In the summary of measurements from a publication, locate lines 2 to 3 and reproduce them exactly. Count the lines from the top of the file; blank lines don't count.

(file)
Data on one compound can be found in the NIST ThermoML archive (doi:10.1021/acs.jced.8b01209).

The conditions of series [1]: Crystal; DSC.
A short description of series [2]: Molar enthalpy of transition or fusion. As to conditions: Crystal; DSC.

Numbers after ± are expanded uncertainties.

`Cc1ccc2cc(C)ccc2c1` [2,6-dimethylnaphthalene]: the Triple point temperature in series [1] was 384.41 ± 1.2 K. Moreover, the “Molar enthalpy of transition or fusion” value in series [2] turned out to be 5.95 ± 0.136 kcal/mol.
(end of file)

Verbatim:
The conditions of series [1]: Crystal; DSC.
A short description of series [2]: Molar enthalpy of transition or fusion. As to conditions: Crystal; DSC.